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Sunday, January 18, 2009

An Unusual Wedding in Singapore

A friend from my Taoism-Singapore heritage group invited a number of active members to his gay wedding! His American partner and him got married in San Francisco recently and now he invites his friends in Singapore for a reception here. The American is a distinguished professor at NUS - a Head of Department and academic renowned worldwide in his field - while the Singaporean a department head in a MNC. They have been together many years - longer than many married heterosexual couples.  The attendees are clearly overwhelmingly heterosexual and a few of our heritage members - yup, they are Singaporeans - even brought their spouses and children (!!!). 

These members - even including an English-speaking Taoist priest (or at least I understood he had already being "certified") - are very traditional Chinese who are dedicated to the preservation of traditional Chinese culture and customs, as evidenced by our common membership in these heritage yahoogroups, and yet educated about issues of sexuality and equality of all mankind.  This is also evidence that Taoism has no issues at all with homosexuality. The religions with issues are the monotheistic religions that originated in the Middle East.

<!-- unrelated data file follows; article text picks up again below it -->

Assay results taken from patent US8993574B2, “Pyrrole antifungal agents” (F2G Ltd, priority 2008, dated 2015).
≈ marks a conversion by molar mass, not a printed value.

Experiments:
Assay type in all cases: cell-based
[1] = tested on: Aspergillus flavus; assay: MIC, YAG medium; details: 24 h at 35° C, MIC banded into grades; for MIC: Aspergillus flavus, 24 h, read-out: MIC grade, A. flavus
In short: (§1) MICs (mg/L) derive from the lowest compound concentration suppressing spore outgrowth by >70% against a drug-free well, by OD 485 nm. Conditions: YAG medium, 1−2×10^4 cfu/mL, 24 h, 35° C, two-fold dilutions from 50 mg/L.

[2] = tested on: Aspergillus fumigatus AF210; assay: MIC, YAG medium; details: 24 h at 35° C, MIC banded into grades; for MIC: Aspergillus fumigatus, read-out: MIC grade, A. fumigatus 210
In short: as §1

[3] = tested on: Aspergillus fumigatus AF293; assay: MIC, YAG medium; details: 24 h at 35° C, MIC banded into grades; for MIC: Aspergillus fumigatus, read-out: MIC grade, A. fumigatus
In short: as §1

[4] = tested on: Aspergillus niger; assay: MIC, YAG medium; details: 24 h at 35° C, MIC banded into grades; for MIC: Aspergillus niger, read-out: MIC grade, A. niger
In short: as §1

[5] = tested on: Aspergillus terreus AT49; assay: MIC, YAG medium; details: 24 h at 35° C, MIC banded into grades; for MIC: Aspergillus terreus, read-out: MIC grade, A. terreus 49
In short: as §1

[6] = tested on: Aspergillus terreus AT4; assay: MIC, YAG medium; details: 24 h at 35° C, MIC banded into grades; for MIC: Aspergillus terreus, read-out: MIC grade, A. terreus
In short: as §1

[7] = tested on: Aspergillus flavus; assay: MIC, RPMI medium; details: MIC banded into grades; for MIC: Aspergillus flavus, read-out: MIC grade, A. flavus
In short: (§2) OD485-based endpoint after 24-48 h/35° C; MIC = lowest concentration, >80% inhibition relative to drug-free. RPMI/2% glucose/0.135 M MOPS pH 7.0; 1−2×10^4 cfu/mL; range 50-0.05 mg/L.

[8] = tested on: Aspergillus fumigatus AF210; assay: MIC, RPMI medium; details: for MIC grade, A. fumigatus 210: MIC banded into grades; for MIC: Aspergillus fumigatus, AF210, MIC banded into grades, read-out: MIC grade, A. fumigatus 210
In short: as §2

How the world has changed!

Really? Next door was a staunch Christian family who had a party too - a birthday party that involved lots of loud prayers - maybe they were praying for what they saw as a Satanic party next door to go away... they didn't seem particularly friendly to guests of their neighbours who passed their gates.

And fundamentalists continue to broadcast their extremist messages everywhere in this country.

Whatever the case, the world is changing and Singapore, too, is moving towards a more inclusive society. It is plainly nonsensical to think that gay equality and gay marriages would destroy marriages in the heterosexual world - there is no logic at all in that argument, especially when we see heterosexual marriages fall apart on their own accord. 

Hopefully, it would not be too long before prejudices erode and those who hope for a secular and fair and equal society would eventually prevail over radical religious fundamentalists.

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